The saying “what doesn’t kill you makes you stronger” has rendered true for Dr Claudine Hingston whose personal experiences of being caught in a 10-year civil war in Freetown, Sierra Leone did not diminish her will to achieve and succeed in life.
The 48-year-old Durban resident who has flashbacks of bombs being dropped in the capital each time fireworks are set off, clearly recalls the looting, rape and murder which were commonplace during the civil war in the West African country.
Hingston’s tumultuous history of life in a war-torn country empowered her to rise above the odds and take advantage of her second chance at life.
“I chose not to be a victim of circumstance. Life’s lessons have taught me not to be silent, not to give up easily, to push to get what you want and to know when to say no,” said Dr Hingston.
Testament that hard work, resilience, determination and perseverance ultimately pays off, Hingston was brought on board by private higher education institution, MANCOSA, to establish and head the Centre for Women Leadership which was launched in 2015.
The Centre which contributes to the growth and development of African female leaders is closely aligned with Hingston’s personal aspiration to provide a voice for previously disadvantaged women and to lead them to greater heights.
“I am driven by the need to influence people in a positive way. My near-death experience has awakened me to the fact that I have a higher purpose and have been willed by God to impact the lives of others. I find gratification in mentoring women and inspiring them to overcome personal hindrances and achieve success.”
She said she was inspired by stories of achievement and those who have defied the odds to rise to positions of influence, citing veteran actress and breast cancer survivor, Lillian Dube, as her favourite celebrity.
She prides herself in motivating students to complete their degrees to increase their chances of employment and a dignified life. So much so, that her motherly and nurturing attributes led her to ‘adopt’ a daughter, Nokwanda, 25, and care for her day-to-day needs, allowing her to concentrate fully on her studies.
“In institutions of higher learning across South Africa, there appears to be more female students than men, more female graduates than men and more women than men at lecturer level. This trend must infiltrate the senior level of academia where women are given an opportunity to lead in positions of influence,” said Hingston.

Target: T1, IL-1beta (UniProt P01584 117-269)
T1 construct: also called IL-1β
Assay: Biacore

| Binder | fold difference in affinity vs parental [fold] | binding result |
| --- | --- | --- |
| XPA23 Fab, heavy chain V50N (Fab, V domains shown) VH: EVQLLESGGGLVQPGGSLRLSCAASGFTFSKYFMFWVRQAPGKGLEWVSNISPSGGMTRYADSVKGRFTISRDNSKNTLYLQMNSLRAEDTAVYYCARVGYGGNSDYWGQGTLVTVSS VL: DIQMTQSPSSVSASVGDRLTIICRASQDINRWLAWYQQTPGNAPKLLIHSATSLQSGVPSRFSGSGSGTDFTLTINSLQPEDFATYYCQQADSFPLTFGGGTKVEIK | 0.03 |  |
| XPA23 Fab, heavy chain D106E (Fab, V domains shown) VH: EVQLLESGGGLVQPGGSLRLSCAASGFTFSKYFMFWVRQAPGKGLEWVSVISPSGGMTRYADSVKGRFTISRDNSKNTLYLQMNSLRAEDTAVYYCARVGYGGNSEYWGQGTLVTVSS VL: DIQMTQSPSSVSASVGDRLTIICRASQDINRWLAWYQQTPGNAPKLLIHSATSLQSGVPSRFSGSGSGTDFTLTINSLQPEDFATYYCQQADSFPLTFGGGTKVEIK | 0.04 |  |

The projects in which Hingston has been actively involved include the upskilling of rural women to be financially savvy, providing executive education and delivering lectures to women on leadership and public speaking. Also close to her heart are the seminars and workshops which she hosts for disabled women and young school leavers to empower them for workplace success and ensure inclusivity.
The MANCOSA academic delivers three to four lectures daily on the principles of management and business management whilst also co-ordinating modules and fulfilling various administrative responsibilities.
Her string of academic achievements includes a BA General degree in English, Linguistics and History; Diplomas in Cultural Studies and Mass Communication and a Masters degree in Gender studies from Fourah Bay College, University of Sierra Leone. She also obtained a PhD that focused on Gender and Migration from the University of KwaZulu-Natal, South Africa and is working towards her professorship.
Her long-term goal is to establish a non-profit organisation for adult education in her country of birth where illiterate women in Africa can access services and thrive in a changing and demanding world.
She salutes working women who often make sacrifices to ensure career progression whilst juggling multiple roles of being wife, mother and sister. She said Women’s Month helped society to appreciate the value of women who are taken for granted in society.
“We are by no means the weaker sex. Believe in yourself and take that first step however small it may be for it may lead you unto greatness,” she said.
“To be empowered as women is important. Stand up for yourself and do something worthwhile in life.”
On opportunities for career women in South Africa, she said whilst gender equality was being advanced constitutionally, there was still a need to overcome traditional laws through community engagement to encourage a mindset change that will accelerate the growth of previously disadvantaged women.
“More can be done to ensure the representation of women in different sectors. There is a greater consciousness of the glass ceiling now and women must assert themselves in the workplace to ensure there are recognised and rewarded.”
Hingston is married and has a 23-year-old daughter, Danita, 12-year-old son, Egerton and 25-year-old adopted daughter, Nokwanda, who is very much part of her family. She enjoys traveling and cosying up with a good novel or a family movie. She hopes to leave behind a legacy of transforming lives for the better.
To wrap up Women’s Month, MANCOSA will host a Masterclass on Women Leadership on 30 August from 10am to 12pm at MANCOSA GSB, 26 Samora Machel Street, Victoria Embankment, Durban.